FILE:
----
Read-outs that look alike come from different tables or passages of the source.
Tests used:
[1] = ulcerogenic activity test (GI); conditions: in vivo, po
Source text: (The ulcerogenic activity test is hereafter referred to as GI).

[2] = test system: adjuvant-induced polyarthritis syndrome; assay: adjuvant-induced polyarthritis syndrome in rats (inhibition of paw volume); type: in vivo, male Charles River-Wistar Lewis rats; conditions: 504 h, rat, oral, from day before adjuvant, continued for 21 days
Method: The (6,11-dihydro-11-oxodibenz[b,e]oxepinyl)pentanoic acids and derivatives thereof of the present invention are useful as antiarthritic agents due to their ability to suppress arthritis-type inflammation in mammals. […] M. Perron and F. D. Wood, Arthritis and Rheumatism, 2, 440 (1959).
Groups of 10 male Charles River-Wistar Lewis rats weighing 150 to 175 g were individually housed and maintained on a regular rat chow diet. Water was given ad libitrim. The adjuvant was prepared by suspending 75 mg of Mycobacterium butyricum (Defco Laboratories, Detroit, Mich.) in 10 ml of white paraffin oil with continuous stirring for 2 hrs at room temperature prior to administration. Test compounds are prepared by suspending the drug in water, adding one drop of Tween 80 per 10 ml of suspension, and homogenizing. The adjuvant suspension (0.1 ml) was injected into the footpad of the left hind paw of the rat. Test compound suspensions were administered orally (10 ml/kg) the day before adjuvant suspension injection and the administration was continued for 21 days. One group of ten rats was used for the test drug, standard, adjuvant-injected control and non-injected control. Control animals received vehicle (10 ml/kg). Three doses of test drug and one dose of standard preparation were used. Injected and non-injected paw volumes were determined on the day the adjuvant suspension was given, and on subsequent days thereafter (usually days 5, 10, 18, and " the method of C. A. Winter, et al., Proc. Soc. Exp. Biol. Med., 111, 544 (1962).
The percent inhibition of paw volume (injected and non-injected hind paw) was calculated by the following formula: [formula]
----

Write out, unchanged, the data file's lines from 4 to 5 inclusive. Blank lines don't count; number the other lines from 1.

Source text: (The ulcerogenic activity test is hereafter referred to as GI).

[2] = test system: adjuvant-induced polyarthritis syndrome; assay: adjuvant-induced polyarthritis syndrome in rats (inhibition of paw volume); type: in vivo, male Charles River-Wistar Lewis rats; conditions: 504 h, rat, oral, from day before adjuvant, continued for 21 days